The Books Briefing: The Best Books of 2020

FARRAR, STRAUS AND GIROUX

Eerie valley, by Anna Wiener

Before Anna Wiener gave up her poorly paid life in publishing for the startup scene in San Francisco in 2013, she was a literary guy from Brooklyn, socially concerned and “affected by analog” (owner of a record player she rarely used, dater of skilled men bent), not to mention “the people behind the internet”. In other words, she was just the unlikely Silicon Valley observer I’d been waiting for: an outsider insider, articulated insecure and overconscious. Her eyes and ears for the tribal details of the Tech Bro culture are acute. Wiener is also ruthless about her own fascination for an ethos of social and cross-generational arrogance: She is busy on the customer care side of the technology world and feels driven to impress millennial bosses, who are her colleagues, but all-powerful. Her indictment of the myopia and insularity of the industry, which preaches connectivity while facilitating the rupture of America, is close and personal. She never aspired to the elite of programmers. But in Vienna the Bay Area now has a brilliant decoder. – Ann Hulbert

Cover of FARRAR, STRAUS AND GIROUX

Beowulf: A new translation by Maria Dahvana Headley

I admit a moment – more than a moment, actually – of misty recoil as I stepped into the shabby familiar / unknown world of Maria Dahvana Headley’s Beowulf. “Blown out”? “Hashtag: blessed”? “Beowulf gave zero shit”? I feared this Beowulf nerd was too groovy. Not at all. Headley’s text strategically brings these surprises, almost tricky, little fireworks of idiom to grab our attention as it winds with great purposefulness into the depths of the Beowulf poet’s language – the alliteration, the compound words, the sinewy formality , the sad magic, and the hard existential light. Exciting, it becomes a double act: Headley and her old ancestor dive into the vocabulary together. Her Grendel – “brotherless, muddy” – is more pitiful than ever, her Beowulf more of a throbbing superjock. As for the kite: “The fire brake drove from coast to coast / clawed, charred, gilded geatland without a break.” Right on – James Parker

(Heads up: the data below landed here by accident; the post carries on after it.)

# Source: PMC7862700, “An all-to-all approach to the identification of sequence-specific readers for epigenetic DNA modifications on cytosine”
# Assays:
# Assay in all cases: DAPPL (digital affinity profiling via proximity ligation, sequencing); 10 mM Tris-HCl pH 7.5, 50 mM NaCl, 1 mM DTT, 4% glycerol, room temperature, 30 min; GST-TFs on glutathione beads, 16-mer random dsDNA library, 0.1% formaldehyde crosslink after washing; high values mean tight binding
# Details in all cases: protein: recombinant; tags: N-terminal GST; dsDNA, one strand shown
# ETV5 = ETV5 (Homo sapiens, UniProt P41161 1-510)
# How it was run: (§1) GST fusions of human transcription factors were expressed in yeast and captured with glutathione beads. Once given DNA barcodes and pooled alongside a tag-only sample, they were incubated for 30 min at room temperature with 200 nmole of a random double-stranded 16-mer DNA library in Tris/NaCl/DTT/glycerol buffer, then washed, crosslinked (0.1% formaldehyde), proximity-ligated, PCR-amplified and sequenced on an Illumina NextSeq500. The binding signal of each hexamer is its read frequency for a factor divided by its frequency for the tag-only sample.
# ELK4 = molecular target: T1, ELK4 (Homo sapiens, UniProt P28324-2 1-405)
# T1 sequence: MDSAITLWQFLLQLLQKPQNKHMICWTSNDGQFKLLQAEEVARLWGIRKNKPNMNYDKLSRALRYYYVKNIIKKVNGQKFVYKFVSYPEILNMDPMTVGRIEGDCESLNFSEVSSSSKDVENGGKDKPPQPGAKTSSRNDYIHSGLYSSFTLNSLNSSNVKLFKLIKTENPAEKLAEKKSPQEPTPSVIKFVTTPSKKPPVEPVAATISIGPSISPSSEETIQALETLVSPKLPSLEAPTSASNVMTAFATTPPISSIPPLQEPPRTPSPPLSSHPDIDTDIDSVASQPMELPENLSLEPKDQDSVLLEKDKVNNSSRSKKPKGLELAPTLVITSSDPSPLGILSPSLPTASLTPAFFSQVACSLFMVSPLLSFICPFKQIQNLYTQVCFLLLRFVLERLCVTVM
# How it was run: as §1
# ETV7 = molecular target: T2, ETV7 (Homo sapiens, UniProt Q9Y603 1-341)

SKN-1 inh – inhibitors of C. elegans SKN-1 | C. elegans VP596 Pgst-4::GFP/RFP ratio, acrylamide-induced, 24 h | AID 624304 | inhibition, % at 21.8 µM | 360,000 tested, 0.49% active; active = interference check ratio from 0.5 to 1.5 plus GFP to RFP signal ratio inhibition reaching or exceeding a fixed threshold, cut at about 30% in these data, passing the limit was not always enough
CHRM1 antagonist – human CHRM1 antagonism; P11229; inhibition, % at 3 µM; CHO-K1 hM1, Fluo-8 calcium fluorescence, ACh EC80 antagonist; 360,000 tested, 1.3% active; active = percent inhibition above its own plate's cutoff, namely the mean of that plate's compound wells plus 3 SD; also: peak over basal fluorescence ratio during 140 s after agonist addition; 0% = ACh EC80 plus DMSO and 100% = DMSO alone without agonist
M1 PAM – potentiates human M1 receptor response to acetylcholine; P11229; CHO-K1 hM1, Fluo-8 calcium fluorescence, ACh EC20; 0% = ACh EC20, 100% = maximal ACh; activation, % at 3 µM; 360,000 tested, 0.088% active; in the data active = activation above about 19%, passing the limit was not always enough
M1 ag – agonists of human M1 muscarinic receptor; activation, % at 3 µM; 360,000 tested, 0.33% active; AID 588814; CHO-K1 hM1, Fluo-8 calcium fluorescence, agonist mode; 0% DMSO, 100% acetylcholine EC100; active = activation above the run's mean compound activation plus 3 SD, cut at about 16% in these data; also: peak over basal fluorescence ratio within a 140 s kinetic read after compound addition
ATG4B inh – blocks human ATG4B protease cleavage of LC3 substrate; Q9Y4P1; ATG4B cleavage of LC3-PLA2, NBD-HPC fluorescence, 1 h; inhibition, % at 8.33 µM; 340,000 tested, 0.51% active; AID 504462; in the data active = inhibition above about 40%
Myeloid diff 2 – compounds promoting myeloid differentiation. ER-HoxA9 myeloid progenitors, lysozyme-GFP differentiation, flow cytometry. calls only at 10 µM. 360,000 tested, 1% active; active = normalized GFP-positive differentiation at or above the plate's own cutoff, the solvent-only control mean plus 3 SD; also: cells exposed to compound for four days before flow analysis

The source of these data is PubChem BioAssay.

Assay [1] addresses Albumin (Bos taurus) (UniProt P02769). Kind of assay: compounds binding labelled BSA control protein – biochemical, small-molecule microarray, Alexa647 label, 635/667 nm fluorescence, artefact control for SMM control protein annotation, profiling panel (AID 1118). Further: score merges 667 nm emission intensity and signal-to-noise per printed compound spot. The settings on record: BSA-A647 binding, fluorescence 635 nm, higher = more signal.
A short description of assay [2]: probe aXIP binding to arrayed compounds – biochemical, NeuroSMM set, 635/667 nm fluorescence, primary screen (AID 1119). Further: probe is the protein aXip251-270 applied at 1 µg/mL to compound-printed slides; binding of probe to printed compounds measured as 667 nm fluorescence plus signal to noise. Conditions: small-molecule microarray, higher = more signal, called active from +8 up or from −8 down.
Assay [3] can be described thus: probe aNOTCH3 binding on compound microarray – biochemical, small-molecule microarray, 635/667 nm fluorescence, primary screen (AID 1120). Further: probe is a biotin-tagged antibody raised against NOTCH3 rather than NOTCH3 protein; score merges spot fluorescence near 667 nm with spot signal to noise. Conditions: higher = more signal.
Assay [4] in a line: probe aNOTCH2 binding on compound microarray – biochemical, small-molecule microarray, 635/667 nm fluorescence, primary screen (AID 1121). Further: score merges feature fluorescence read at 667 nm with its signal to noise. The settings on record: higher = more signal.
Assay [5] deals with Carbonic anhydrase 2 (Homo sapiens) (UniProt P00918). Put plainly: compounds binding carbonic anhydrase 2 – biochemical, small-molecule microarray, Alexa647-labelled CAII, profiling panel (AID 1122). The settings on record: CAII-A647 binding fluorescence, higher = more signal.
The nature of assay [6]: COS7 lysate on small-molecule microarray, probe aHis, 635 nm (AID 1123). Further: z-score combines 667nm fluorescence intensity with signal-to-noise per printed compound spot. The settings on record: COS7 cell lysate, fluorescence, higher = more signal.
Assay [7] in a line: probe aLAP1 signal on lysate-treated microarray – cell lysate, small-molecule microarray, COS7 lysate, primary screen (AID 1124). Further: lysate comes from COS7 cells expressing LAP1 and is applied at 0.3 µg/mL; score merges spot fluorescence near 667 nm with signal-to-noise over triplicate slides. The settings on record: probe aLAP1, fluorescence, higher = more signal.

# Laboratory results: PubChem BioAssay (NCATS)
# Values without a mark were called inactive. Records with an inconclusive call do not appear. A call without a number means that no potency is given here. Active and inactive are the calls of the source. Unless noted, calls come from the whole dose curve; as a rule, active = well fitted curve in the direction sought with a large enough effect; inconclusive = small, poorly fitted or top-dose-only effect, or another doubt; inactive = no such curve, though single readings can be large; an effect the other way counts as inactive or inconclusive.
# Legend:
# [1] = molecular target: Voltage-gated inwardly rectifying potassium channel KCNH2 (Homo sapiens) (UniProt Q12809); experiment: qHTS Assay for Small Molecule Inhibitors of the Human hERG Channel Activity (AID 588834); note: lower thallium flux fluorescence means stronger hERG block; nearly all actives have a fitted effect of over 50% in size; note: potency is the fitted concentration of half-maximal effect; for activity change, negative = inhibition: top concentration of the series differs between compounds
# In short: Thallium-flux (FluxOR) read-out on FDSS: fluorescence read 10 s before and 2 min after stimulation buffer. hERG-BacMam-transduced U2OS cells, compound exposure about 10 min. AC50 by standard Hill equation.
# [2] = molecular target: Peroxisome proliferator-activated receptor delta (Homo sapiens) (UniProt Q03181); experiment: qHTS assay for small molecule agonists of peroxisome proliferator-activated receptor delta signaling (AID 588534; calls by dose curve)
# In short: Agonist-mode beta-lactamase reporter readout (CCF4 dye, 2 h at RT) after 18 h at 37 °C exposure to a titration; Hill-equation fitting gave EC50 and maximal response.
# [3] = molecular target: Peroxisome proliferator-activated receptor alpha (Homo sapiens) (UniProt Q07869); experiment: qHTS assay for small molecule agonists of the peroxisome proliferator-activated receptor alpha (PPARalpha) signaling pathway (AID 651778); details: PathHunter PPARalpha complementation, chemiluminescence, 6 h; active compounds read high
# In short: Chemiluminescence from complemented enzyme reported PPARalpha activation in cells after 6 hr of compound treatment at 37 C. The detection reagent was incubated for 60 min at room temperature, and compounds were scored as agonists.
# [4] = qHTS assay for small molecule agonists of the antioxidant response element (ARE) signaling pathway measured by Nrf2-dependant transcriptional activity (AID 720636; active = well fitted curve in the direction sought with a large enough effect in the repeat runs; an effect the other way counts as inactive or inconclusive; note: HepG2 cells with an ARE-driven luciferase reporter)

Cover of ALFRED A. KNOPF

Transcendent Kingdom, by Yaa Gyasi

I remember reading Yaa Gyasi’s 2016 debut, Homegoing, and was overwhelmed by the book’s ambition. A cross-generational story that crossed oceans and eras and stayed with me for years. Gyasi’s latest book, Transcendent Kingdom, uses a narrower lens but is no less engaging. This is followed by Gifty, a sixth year neuroscience PhD student who anticipates her family’s relationship to mental illness, addiction, and abandonment. The work she does in her lab examining the reward-seeking behavior of mice channels the grief she still bears over her brother’s death from opioids. Gyasi skillfully moves back and forth between the present and Gifty’s childhood, describing the lives of her characters in detail and treating these difficult issues with complexity and honesty. In particular, the scenes in which the addiction of Gifty’s brother is depicted are devastating without being emotionally overwhelmed. It’s difficult to write a successful follow-up to a formidable debut, but Gyasi definitely did. – Clint Smith

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